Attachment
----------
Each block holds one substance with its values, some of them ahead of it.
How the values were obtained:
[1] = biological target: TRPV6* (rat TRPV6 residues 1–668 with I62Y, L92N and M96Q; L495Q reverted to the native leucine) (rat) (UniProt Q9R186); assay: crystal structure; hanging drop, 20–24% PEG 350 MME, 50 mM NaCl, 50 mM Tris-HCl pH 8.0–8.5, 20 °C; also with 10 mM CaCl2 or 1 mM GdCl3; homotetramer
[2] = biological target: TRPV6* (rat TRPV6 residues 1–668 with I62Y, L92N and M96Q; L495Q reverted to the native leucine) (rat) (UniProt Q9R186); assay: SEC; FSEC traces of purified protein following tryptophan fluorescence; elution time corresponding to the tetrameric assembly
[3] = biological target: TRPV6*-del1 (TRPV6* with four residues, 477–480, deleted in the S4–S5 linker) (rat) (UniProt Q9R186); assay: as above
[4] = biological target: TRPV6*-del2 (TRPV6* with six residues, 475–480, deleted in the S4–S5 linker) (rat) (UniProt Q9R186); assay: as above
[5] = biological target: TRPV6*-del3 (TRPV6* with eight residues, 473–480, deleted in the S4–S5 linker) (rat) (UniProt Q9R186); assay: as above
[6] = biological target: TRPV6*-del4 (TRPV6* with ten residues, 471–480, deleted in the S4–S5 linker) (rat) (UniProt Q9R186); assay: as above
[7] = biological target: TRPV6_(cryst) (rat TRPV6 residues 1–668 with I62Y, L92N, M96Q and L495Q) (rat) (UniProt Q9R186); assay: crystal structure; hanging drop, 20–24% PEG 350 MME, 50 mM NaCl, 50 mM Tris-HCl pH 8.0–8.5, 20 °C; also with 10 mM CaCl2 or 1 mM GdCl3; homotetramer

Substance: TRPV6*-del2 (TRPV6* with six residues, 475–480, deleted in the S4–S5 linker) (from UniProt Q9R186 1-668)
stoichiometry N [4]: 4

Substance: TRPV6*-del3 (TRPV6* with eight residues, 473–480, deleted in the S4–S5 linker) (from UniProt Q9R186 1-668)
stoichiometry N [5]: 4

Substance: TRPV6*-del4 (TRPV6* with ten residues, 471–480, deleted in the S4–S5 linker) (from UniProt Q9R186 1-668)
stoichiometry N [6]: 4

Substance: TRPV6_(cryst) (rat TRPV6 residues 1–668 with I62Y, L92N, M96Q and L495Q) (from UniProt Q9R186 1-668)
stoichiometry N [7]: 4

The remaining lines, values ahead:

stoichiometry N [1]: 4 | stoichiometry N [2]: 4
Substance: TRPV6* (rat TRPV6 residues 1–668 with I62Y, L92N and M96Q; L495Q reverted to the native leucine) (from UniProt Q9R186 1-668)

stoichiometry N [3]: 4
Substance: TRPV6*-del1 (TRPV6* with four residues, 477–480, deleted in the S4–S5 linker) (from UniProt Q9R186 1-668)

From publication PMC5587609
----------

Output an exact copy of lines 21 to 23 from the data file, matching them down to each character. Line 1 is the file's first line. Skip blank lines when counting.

stoichiometry N [3]: 4
Substance: TRPV6*-del1 (TRPV6* with four residues, 477–480, deleted in the S4–S5 linker) (from UniProt Q9R186 1-668)

From publication PMC5587609